Tuesday, 4 April 2017

Chequers Pub Redevelopment

Planning Application 170866

The Chequers Planning Application Bruce Bar Limited:
Operational Statement Introduction

Bruce Bar Limited is a small, pub based company, operating mainly in the London area. The company is an independent family run business, formed in 1986 with the acquisition of The Rose Public House in Bermondsey. The Rose is still owned by the company today and continues to successfully trade as a pub in a very competitive market. The ancillary accommodation above the pub was converted to five flats in 2011, to provide an additional stream of income for the business. The company has a history of purchasing and investing in freehold and leased premises in unfashionable locations. Over the years the pub portfolio has grown and a significant number of failing pubs have been saved. To date the company operates 25 different premises, of which roughly two thirds are freeholds. The company currently employs around 400 employees. The company is not ‘branded’ and each pub operates individually on its own merits. It has become increasingly common for the company to extend ownership opportunities in individual pubs to senior members of their management teams. A majority of the premises owned by the company also have junior partners.

This simple format provides greater incentive for those involved to make each premises work.

Difficulties and challenges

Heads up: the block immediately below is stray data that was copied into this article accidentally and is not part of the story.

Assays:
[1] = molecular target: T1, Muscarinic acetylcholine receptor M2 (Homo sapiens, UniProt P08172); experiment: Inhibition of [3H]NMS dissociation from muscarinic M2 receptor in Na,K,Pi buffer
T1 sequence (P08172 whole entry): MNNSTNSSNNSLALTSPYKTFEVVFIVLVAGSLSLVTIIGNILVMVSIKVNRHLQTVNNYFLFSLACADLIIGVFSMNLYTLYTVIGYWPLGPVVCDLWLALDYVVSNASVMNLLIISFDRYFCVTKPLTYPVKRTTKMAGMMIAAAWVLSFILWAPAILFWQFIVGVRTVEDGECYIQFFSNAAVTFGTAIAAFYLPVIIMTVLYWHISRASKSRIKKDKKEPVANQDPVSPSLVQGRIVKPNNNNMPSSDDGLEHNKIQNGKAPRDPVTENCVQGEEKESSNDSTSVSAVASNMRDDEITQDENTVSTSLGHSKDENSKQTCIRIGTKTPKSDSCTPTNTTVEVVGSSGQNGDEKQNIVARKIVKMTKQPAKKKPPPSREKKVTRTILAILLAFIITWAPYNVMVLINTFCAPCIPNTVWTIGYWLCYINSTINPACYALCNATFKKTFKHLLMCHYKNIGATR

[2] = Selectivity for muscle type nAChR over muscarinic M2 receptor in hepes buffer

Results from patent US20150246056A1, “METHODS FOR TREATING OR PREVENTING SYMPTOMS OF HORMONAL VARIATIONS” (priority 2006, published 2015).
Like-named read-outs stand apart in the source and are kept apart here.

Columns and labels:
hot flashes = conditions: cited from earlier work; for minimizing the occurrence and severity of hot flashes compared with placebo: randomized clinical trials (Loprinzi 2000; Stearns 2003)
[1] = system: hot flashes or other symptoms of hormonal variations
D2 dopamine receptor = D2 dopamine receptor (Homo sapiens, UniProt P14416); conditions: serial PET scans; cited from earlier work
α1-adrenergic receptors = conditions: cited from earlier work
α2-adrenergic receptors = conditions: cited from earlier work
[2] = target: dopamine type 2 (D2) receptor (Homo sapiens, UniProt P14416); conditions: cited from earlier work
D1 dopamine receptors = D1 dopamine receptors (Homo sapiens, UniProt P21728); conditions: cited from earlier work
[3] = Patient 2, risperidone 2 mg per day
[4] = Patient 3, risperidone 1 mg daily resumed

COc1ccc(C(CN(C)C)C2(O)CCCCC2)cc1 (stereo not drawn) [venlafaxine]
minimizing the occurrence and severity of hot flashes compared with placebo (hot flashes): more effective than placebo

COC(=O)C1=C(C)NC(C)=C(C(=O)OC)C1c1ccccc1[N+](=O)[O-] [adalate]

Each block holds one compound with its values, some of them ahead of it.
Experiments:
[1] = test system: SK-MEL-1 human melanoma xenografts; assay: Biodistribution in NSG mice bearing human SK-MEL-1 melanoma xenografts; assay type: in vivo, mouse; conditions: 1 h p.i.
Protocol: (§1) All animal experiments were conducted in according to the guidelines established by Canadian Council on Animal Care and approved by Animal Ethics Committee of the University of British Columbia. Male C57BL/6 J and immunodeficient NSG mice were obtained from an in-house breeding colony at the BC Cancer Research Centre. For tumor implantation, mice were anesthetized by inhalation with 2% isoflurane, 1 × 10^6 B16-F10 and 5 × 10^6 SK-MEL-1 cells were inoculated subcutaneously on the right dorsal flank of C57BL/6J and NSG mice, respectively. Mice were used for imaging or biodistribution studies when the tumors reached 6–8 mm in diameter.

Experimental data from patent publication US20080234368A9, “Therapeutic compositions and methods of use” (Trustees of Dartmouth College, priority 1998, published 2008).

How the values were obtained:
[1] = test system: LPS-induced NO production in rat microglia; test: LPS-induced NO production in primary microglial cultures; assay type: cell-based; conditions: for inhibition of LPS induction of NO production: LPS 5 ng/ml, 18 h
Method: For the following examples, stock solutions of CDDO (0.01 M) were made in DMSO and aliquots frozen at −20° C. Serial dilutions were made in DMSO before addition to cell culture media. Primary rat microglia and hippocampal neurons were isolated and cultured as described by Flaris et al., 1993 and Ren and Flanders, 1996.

When the company started running pubs in the 1980s and 1990s it operated a vastly different business model to the one in existence today. Beers were generic, cheap to produce and cheap to buy. The average pub goer was less discerning and it was possible to offer a much narrower range of products with higher margins of profit. Gastro pubs had not been invented and pub food, when it was available, was generally cheap to buy and simple to produce, without the need for trained chefs. Pub culture has become more sophisticated over recent years and in order to have any chance of survival, a modern pub must offer a wider choice of quality products, purchased at premium prices. The requirement to offer a quality food service during operating hours means it is necessary to staff a kitchen even when there is no demand for food. This also applies to wet sales since the cultural change in day time drinking. Pubs remain open and staffed for a majority of the day when there is little demand for alcohol. Pub trade now relies on a limited number of peak hours in the evening with the majority of turnover coming on a Friday and Saturday night. However, the fundamentals to running a good pub have not changed;- ensure the customer enjoys the experience, maximise revenue and control your costs. Whilst this sounds easy enough, there are an increasing number of factors that make these basics very difficult. Taxation and regulation increasingly contribute to tighten profit margins; and competition from everything from coffee shops, casual dining and the internet, continue to reduce the number of pub goers. A social and cultural move away from pub culture in general, with the advent of instant communication, social media and home entertainment has also taken its toll. In addition, pubs face an increasing challenge from supermarkets. Supermarkets pay no VAT on food or alcohol whilst pubs pay 20%.